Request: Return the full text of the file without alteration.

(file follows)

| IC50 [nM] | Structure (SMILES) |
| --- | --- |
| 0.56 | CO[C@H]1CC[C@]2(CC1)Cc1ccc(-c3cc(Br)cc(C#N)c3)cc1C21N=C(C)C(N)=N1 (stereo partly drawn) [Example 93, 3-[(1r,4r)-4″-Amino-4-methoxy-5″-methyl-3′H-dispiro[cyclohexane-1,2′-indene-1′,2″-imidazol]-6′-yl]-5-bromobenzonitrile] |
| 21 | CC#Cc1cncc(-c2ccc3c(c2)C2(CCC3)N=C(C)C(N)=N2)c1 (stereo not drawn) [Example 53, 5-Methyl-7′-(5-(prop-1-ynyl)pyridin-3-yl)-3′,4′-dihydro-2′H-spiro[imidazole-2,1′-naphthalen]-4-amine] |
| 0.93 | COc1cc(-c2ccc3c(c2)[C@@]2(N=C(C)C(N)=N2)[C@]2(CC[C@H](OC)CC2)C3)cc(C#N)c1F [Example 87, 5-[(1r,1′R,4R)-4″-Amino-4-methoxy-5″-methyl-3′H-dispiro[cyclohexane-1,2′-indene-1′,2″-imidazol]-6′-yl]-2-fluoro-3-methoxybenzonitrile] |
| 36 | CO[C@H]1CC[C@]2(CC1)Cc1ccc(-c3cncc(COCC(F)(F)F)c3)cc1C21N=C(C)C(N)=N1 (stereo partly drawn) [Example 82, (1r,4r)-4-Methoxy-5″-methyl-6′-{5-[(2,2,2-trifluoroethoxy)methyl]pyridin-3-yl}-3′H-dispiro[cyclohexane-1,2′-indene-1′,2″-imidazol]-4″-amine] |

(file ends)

| IC50 [nM] | Structure (SMILES) |
| --- | --- |
| 0.56 | CO[C@H]1CC[C@]2(CC1)Cc1ccc(-c3cc(Br)cc(C#N)c3)cc1C21N=C(C)C(N)=N1 (stereo partly drawn) [Example 93, 3-[(1r,4r)-4″-Amino-4-methoxy-5″-methyl-3′H-dispiro[cyclohexane-1,2′-indene-1′,2″-imidazol]-6′-yl]-5-bromobenzonitrile] |
| 21 | CC#Cc1cncc(-c2ccc3c(c2)C2(CCC3)N=C(C)C(N)=N2)c1 (stereo not drawn) [Example 53, 5-Methyl-7′-(5-(prop-1-ynyl)pyridin-3-yl)-3′,4′-dihydro-2′H-spiro[imidazole-2,1′-naphthalen]-4-amine] |
| 0.93 | COc1cc(-c2ccc3c(c2)[C@@]2(N=C(C)C(N)=N2)[C@]2(CC[C@H](OC)CC2)C3)cc(C#N)c1F [Example 87, 5-[(1r,1′R,4R)-4″-Amino-4-methoxy-5″-methyl-3′H-dispiro[cyclohexane-1,2′-indene-1′,2″-imidazol]-6′-yl]-2-fluoro-3-methoxybenzonitrile] |
| 36 | CO[C@H]1CC[C@]2(CC1)Cc1ccc(-c3cncc(COCC(F)(F)F)c3)cc1C21N=C(C)C(N)=N1 (stereo partly drawn) [Example 82, (1r,4r)-4-Methoxy-5″-methyl-6′-{5-[(2,2,2-trifluoroethoxy)methyl]pyridin-3-yl}-3′H-dispiro[cyclohexane-1,2′-indene-1′,2″-imidazol]-4″-amine] |